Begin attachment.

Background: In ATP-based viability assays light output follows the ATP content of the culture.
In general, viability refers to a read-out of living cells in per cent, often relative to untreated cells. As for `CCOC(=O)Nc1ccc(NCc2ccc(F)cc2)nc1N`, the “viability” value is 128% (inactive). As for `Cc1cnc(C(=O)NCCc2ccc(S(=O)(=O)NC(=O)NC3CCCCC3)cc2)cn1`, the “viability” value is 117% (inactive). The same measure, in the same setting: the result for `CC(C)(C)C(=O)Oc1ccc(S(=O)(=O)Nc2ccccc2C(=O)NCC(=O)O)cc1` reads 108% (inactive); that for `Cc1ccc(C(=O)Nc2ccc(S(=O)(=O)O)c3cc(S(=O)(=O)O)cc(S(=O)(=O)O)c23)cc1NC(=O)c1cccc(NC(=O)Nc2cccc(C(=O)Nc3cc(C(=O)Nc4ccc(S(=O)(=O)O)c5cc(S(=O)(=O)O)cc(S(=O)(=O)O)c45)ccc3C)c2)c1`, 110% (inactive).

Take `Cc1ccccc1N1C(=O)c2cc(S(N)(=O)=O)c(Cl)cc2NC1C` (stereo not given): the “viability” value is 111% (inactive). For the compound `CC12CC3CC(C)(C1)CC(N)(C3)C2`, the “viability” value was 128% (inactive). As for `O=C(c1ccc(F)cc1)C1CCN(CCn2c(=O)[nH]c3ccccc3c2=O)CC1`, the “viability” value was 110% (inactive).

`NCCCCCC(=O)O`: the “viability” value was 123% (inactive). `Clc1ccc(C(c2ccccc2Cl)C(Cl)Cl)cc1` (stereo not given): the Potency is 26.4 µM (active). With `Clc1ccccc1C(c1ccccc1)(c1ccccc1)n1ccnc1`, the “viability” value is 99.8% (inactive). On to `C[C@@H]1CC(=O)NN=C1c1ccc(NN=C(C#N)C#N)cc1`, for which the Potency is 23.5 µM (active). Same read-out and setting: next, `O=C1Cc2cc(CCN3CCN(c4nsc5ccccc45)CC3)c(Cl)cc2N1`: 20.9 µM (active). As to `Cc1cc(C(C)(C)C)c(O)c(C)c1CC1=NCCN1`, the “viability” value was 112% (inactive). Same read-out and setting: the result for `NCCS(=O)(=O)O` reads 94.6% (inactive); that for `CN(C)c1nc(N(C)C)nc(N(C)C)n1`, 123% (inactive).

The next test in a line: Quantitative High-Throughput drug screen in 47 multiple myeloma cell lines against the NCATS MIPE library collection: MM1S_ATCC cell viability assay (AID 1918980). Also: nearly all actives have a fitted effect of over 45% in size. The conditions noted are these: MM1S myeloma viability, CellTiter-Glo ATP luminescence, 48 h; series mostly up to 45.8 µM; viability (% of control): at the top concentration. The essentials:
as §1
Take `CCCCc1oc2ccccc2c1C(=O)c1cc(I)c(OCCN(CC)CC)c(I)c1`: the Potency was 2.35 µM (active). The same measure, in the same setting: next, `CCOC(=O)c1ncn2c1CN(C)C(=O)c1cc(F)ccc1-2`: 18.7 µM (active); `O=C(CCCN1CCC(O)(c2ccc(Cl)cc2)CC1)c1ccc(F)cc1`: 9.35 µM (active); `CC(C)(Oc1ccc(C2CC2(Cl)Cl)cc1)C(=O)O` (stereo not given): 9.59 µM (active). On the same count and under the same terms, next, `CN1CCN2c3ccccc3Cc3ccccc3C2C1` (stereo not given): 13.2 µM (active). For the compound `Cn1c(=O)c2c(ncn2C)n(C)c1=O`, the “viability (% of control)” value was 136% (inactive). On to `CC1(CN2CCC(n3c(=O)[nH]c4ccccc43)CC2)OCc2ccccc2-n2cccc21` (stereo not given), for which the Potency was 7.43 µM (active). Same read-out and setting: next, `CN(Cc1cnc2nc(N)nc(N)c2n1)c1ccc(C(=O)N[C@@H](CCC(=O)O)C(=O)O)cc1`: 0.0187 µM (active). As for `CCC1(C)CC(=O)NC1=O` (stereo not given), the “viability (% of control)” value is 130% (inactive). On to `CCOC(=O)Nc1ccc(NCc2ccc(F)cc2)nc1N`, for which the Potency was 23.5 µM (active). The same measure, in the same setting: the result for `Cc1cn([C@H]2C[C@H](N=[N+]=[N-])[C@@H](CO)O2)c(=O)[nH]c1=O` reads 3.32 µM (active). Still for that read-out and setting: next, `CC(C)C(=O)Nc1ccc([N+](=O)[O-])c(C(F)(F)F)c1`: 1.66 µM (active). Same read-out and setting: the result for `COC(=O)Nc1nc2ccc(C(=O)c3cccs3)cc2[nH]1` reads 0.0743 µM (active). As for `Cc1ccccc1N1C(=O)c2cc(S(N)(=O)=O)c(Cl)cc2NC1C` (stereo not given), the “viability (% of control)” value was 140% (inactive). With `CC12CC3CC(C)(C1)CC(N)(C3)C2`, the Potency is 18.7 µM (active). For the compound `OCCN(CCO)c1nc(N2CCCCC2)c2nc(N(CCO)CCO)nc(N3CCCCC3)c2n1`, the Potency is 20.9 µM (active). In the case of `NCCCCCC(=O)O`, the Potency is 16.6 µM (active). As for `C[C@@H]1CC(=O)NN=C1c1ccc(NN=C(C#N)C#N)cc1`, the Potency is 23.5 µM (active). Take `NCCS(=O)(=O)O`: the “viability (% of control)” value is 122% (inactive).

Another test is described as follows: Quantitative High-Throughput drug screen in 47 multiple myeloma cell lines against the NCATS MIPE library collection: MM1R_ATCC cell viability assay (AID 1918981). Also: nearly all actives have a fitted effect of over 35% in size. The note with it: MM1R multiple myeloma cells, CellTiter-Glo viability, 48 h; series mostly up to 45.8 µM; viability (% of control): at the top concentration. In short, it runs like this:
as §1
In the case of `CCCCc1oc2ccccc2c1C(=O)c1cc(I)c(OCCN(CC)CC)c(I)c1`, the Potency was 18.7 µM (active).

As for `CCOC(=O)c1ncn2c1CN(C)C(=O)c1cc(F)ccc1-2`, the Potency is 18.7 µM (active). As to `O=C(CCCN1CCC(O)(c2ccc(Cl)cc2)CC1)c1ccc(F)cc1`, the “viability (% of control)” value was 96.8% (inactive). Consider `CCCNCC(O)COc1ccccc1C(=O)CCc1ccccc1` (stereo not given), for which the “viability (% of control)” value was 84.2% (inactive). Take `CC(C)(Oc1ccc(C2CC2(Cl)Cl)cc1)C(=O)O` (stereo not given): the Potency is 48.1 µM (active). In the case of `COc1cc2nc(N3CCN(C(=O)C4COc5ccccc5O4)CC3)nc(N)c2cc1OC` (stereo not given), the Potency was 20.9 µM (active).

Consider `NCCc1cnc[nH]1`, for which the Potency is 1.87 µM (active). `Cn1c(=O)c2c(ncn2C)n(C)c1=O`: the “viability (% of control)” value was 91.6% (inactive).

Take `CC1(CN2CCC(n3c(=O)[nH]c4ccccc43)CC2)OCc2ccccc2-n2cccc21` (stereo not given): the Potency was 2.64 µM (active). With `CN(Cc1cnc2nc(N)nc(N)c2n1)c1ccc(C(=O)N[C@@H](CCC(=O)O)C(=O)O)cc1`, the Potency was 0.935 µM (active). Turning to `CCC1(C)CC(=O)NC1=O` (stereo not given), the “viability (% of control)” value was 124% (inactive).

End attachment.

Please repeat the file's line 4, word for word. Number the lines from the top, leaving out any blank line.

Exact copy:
`NCCCCCC(=O)O`: the “viability” value was 123% (inactive). `Clc1ccc(C(c2ccccc2Cl)C(Cl)Cl)cc1` (stereo not given): the Potency is 26.4 µM (active). With `Clc1ccccc1C(c1ccccc1)(c1ccccc1)n1ccnc1`, the “viability” value is 99.8% (inactive). On to `C[C@@H]1CC(=O)NN=C1c1ccc(NN=C(C#N)C#N)cc1`, for which the Potency is 23.5 µM (active). Same read-out and setting: next, `O=C1Cc2cc(CCN3CCN(c4nsc5ccccc45)CC3)c(Cl)cc2N1`: 20.9 µM (active). As to `Cc1cc(C(C)(C)C)c(O)c(C)c1CC1=NCCN1`, the “viability” value was 112% (inactive). Same read-out and setting: the result for `NCCS(=O)(=O)O` reads 94.6% (inactive); that for `CN(C)c1nc(N(C)C)nc(N(C)C)n1`, 123% (inactive).